CHESTERFIELD, VA (WWBT) - Nine-thousand dollars - that's how much a man fought to get back after he bought a hot tub, then changed his mind.
He says the Chesterfield-based company refused to reimburse him, even though the hot tub hadn't even been delivered yet - that is, until On Your Side investigator Eric Philips got to work.
"It's just unconscionable that somebody would think that it's how you do business," said Robert Lightner.
Lightner made a purchase in February that he almost instantly regretted. He purchased a $9,000 hot tub from Spa Blowout. The company was holding a sale at the fairgrounds in Rockingham County.
"I provided him a credit card, and at the time, he showed me an iPad and said, 'here's some information you might want to read' I think regarding the setup of the hot tub, and I told him I couldn't read it because I didn't have my reading glasses on," Lightner said.
"Took the iPad and handed it to me, and there was a box and he said 'just sign your name right here for the credit card.' I said alright."
With that, the sale was complete. Lightner went home, grabbed his glasses and began going through the paperwork. He said the signature he thought was for the credit card had been applied to a contract he'd never seen, nor had he been told about it.
But that wasn't the most alarming part.
"It stated in the contract that all sales are final. It stated that there would be a restocking fee of the full price," Lightner said.
He says none of that was every mentioned during the buying process.
Lightner says he went online and started seeing unfavorable reviews about the company, and at that point decided he didn't want to go through with the deal. About three hours after making the purchase, he contacted a company official.
"And I explained to them that because of the reputation your company has, I don't feel comfortable in purchasing this from you," Lightner said. "And he said 'that's fine, but we're going to keep the entire amount for a restocking fee.' The entire $9,000? $9,104."
Lightner told them that was against the law, citing the Federal Trade Commission's Cooling-Off Rule, which gives consumers three days to change their minds on certain purchases. Specifically, those made at temporary locations - like a fairground.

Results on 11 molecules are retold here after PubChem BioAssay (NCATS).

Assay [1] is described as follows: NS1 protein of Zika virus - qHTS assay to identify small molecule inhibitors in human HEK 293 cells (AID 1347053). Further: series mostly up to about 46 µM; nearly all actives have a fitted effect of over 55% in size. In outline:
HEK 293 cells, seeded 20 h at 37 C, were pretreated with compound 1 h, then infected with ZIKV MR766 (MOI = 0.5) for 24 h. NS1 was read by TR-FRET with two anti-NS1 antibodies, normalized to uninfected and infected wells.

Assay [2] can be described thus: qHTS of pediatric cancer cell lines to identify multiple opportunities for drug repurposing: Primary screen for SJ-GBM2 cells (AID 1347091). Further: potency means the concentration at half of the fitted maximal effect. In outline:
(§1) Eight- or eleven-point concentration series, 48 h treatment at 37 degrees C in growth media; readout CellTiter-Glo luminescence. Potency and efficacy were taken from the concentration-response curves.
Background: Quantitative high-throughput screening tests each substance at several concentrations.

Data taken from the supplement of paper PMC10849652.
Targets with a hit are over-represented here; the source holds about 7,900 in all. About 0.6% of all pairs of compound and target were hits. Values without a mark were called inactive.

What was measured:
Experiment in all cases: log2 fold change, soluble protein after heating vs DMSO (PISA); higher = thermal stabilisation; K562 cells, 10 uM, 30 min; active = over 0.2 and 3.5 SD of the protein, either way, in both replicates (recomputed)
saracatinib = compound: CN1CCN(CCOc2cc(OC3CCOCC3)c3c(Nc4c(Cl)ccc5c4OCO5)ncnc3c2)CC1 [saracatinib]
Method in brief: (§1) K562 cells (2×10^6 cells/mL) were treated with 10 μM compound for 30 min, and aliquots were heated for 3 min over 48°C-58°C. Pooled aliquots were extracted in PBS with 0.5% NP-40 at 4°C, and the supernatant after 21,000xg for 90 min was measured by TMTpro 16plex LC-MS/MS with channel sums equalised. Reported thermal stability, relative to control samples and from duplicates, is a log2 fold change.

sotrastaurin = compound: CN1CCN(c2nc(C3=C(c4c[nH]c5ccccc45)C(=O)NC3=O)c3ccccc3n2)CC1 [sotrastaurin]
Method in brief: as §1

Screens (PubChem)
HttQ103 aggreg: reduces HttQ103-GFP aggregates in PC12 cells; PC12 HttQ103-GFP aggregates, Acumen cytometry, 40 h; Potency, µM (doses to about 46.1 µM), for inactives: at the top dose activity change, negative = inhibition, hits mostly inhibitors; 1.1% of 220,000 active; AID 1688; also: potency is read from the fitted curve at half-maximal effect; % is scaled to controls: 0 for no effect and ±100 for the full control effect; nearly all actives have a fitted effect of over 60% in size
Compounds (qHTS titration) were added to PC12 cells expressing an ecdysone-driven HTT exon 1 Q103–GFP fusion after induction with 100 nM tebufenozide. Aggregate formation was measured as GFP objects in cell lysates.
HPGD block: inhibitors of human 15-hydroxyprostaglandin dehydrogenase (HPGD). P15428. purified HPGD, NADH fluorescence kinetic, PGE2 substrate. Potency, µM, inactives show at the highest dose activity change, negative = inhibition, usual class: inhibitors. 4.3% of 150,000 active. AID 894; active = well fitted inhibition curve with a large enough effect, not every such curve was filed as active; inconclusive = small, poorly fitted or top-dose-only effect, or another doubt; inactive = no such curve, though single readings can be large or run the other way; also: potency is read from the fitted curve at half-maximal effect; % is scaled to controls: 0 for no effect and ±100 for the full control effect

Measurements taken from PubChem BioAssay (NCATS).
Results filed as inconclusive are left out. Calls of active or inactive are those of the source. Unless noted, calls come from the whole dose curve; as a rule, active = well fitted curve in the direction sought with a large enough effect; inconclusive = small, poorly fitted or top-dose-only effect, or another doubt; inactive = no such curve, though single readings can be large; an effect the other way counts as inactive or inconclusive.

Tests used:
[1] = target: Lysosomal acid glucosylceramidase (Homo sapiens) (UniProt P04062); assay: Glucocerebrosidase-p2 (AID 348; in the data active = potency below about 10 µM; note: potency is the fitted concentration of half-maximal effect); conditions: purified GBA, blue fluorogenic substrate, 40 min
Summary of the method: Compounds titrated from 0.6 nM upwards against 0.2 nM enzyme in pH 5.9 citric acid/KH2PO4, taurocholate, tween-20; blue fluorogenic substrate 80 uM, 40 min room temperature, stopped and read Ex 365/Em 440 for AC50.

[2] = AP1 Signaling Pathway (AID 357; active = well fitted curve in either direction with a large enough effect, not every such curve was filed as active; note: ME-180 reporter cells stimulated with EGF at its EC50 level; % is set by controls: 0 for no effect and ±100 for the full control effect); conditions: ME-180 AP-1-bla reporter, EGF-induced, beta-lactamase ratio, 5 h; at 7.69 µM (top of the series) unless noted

"He responded by saying that that law does not apply to them," Lightner said.
Lightner followed up that phone call with a couple of letters to the company, but it made no difference. He hired an attorney who got involved.
"That's beyond belief, that a company would think that it would be entitled to keep a purchaser's money and provide nothing in return for it," said Lightner's attorney, Stephen Strosnider.
Strosnider said he tried repeatedly to reach Spa Blowout. He says the owner returned his call once, but he missed it and could not get him back on the phone. So he filed a lawsuit on Lightner's behalf.
Lightner tried appealing to his credit card company.
"They reviewed it and about a week later said this was a face to face transaction and they said they were going to go ahead and pay the company," said Lightner.
So he called 12 On Your Side.
NBC12's Eric Philips tried reaching Spa Blowout by phone, but never got a call back. So he paid them a visit. A worker who answered the door said he had no comment.
Later that same day, Philips got a call from the company's attorney, Bill Bayliss, asking that NBC12 give him time to look into the situation and get back to Philips. Two days later, Spa Blowout settled with Lightner, issuing this statement on Mr. Lightner's behalf saying in part:
"I wish to confirm that the dispute I had with Spa Blowout has now been reasonably resolved to the mutual satisfaction of both myself and Spa Blowout..."
While Lightner says he cannot discuss the specifics of the settlement, he says he wishes it hadn't taken so much for Spa Blowout to do the right thing.
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